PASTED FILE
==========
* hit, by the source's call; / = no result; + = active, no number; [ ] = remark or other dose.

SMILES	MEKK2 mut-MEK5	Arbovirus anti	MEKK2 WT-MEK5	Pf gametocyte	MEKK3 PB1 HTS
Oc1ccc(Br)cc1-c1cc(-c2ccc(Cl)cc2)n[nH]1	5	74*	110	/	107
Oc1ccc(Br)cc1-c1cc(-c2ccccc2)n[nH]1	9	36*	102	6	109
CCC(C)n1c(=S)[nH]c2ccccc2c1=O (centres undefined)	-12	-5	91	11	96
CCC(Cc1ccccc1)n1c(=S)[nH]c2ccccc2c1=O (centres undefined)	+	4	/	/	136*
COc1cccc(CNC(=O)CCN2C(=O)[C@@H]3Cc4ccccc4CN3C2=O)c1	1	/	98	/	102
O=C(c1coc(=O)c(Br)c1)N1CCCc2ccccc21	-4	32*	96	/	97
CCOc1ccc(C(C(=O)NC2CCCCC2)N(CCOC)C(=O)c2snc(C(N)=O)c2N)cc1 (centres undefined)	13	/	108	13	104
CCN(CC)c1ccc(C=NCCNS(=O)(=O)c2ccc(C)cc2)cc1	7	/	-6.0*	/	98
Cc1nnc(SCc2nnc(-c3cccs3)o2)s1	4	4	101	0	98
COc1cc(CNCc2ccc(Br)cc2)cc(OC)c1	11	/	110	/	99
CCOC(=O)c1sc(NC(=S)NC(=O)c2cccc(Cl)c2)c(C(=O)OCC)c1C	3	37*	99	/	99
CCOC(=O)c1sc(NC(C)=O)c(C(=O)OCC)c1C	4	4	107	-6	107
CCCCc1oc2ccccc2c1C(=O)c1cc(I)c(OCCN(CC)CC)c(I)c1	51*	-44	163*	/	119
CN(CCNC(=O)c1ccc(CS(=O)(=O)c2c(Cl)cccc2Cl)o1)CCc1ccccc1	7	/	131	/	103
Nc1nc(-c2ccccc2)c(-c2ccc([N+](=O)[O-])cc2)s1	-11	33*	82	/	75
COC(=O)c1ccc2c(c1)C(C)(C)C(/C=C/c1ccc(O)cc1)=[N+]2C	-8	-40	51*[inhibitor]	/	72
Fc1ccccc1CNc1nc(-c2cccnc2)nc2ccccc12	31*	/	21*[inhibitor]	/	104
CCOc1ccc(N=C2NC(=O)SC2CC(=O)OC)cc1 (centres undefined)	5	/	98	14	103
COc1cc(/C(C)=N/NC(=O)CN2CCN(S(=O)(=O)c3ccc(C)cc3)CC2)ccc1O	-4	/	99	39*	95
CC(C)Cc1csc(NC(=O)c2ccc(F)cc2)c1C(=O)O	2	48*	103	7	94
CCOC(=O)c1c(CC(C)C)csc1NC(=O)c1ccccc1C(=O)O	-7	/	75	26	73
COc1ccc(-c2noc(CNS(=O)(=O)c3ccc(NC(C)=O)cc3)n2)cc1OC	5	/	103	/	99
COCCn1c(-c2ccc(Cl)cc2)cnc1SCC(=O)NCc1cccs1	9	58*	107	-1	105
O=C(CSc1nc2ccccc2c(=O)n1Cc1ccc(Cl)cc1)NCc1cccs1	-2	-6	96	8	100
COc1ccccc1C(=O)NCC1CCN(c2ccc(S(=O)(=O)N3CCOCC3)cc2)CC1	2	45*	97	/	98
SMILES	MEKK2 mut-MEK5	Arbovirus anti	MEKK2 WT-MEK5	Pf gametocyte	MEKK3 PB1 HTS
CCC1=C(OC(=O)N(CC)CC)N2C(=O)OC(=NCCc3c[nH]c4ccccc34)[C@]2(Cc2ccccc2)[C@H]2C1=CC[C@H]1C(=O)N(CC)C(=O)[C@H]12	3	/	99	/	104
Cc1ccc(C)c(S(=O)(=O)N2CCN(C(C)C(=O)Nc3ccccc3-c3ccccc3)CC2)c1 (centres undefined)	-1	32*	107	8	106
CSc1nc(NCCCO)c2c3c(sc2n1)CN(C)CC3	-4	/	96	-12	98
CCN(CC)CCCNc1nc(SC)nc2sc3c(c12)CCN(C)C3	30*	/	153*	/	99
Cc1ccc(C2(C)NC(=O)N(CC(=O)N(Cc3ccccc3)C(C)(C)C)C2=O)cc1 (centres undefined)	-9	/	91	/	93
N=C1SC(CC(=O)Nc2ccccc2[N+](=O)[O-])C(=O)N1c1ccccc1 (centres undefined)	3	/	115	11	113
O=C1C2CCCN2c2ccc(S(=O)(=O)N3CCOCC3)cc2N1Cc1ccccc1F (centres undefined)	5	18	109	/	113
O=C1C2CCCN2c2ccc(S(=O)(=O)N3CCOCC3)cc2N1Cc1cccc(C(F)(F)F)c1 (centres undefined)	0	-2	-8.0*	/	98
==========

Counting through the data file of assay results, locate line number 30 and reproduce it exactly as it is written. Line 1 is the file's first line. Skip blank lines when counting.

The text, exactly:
Cc1ccc(C)c(S(=O)(=O)N2CCN(C(C)C(=O)Nc3ccccc3-c3ccccc3)CC2)c1 (centres undefined)	-1	32*	107	8	106